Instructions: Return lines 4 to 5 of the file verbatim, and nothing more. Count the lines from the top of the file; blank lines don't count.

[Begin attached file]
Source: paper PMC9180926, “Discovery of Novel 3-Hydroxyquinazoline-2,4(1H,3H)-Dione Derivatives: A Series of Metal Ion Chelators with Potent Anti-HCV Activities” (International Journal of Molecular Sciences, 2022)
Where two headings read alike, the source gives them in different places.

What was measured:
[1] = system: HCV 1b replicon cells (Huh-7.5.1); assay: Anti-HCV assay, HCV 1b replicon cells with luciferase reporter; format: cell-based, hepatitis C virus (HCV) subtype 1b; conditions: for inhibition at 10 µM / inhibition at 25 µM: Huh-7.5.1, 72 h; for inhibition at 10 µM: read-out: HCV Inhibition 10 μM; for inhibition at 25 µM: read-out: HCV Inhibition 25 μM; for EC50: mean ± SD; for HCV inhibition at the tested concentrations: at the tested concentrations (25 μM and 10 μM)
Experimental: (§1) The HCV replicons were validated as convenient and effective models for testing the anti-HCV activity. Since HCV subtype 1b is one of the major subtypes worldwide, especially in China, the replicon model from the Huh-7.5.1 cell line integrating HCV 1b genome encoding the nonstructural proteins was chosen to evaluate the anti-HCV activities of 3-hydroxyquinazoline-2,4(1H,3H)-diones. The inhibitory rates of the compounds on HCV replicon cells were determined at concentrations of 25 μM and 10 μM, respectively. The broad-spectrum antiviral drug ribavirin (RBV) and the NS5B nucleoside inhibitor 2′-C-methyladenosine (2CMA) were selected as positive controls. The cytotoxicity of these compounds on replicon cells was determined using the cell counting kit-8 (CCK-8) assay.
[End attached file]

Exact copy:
[1] = system: HCV 1b replicon cells (Huh-7.5.1); assay: Anti-HCV assay, HCV 1b replicon cells with luciferase reporter; format: cell-based, hepatitis C virus (HCV) subtype 1b; conditions: for inhibition at 10 µM / inhibition at 25 µM: Huh-7.5.1, 72 h; for inhibition at 10 µM: read-out: HCV Inhibition 10 μM; for inhibition at 25 µM: read-out: HCV Inhibition 25 μM; for EC50: mean ± SD; for HCV inhibition at the tested concentrations: at the tested concentrations (25 μM and 10 μM)
Experimental: (§1) The HCV replicons were validated as convenient and effective models for testing the anti-HCV activity. Since HCV subtype 1b is one of the major subtypes worldwide, especially in China, the replicon model from the Huh-7.5.1 cell line integrating HCV 1b genome encoding the nonstructural proteins was chosen to evaluate the anti-HCV activities of 3-hydroxyquinazoline-2,4(1H,3H)-diones. The inhibitory rates of the compounds on HCV replicon cells were determined at concentrations of 25 μM and 10 μM, respectively. The broad-spectrum antiviral drug ribavirin (RBV) and the NS5B nucleoside inhibitor 2′-C-methyladenosine (2CMA) were selected as positive controls. The cytotoxicity of these compounds on replicon cells was determined using the cell counting kit-8 (CCK-8) assay.